“Almost four environmental defenders a week killed in 2017”
Environmental activists around the globe are being killed as they struggle to protect fragile ecosystems. From Brazil to Congo, the Philippines to Tanzania, the toll is heaviest in countries beset by corruption and weak enforcement, where entrenched government and business elites break laws with impunity. (LA Times).
Raising awareness of the deadly struggle on the environmental frontline
In Africa, the greatest threat came from poachers and the illegal wildlife trade, particularly in the Democratic Republic of Congo where four rangers and a porter were ambushed and killed in July. But the highest profile victim last year of the poaching conflict was Wayne Lotter, an influential conservationist who was murdered in Tanzania after receiving death threats. (The Guardian)
All pictures courtesy of (C) Michael McCabe Photography
Excerpts of LA-Times Q&A ‘They should be thought of as heroes’: Why killings of environmental activists are rising globally, with John Knox first special rapporteur on human rights and the environment.
They’re fighting not just for a healthy community but also for their culture and their way of life. Many of the most vulnerable communities are faced with a kind of existential threat: If they give up their ancestral territory, their culture dies.
Dangerous Times for Environmental Defenders
There’s greater demand for the natural resources these activists are trying to defend. Many of these countries are pretty rich in natural resources — minerals, lumber, land that can be used for palm oil plantations or other industries…
What I see over and over again is that these murders and other kinds of harassment take place when there’s impunity.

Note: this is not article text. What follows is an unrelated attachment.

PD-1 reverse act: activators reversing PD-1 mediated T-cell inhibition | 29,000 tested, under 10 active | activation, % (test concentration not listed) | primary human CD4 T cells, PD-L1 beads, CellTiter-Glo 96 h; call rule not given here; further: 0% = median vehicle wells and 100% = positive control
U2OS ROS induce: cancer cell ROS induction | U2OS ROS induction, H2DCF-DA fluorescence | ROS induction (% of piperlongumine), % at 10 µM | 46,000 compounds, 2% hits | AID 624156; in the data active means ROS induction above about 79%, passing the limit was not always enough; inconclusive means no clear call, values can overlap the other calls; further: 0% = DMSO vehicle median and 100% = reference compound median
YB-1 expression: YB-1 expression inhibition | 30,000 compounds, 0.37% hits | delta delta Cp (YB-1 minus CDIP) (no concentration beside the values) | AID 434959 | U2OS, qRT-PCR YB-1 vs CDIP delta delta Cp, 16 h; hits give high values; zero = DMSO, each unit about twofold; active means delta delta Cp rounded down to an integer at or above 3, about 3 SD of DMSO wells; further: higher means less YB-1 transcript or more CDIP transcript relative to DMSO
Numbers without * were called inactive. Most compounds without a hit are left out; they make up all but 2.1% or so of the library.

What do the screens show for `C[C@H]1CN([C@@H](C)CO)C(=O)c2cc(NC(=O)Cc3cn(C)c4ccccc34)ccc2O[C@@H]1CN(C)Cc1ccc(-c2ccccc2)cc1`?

Government officials themselves are somehow being paid off or are in collusion with powerful economic interests… the land defenders are somehow seen as standing in the way of progress.
The only type of economic development that makes sense is sustainable development, and often these environmentalists are the ones asking whether these projects are truly sustainable.
Last year, the International Criminal Court prosecutor issued a statement saying they would be open to considering cases of land grabbing and massive environmental harm as crimes against humanity, and therefore within their jurisdiction. That would be a big development if the ICC started such cases — a real shock to the system in terms of overcoming impunity at the international level.
These defenders, they should be thought of as heroes, rather than obstacles to state interests.
Source: LA Times
- Read more about LA Times Environmental Warriors here.
- Read More about the Guardian series on environmental defenders and their deadly struggle on the environmental frontline.
Exclusive: 197 people killed last year for defending land, wildlife or natural resources, new Global Witness data reveals. In recording every defender’s death, the Guardian hopes to raise awareness of the deadly struggle on the environmental frontline.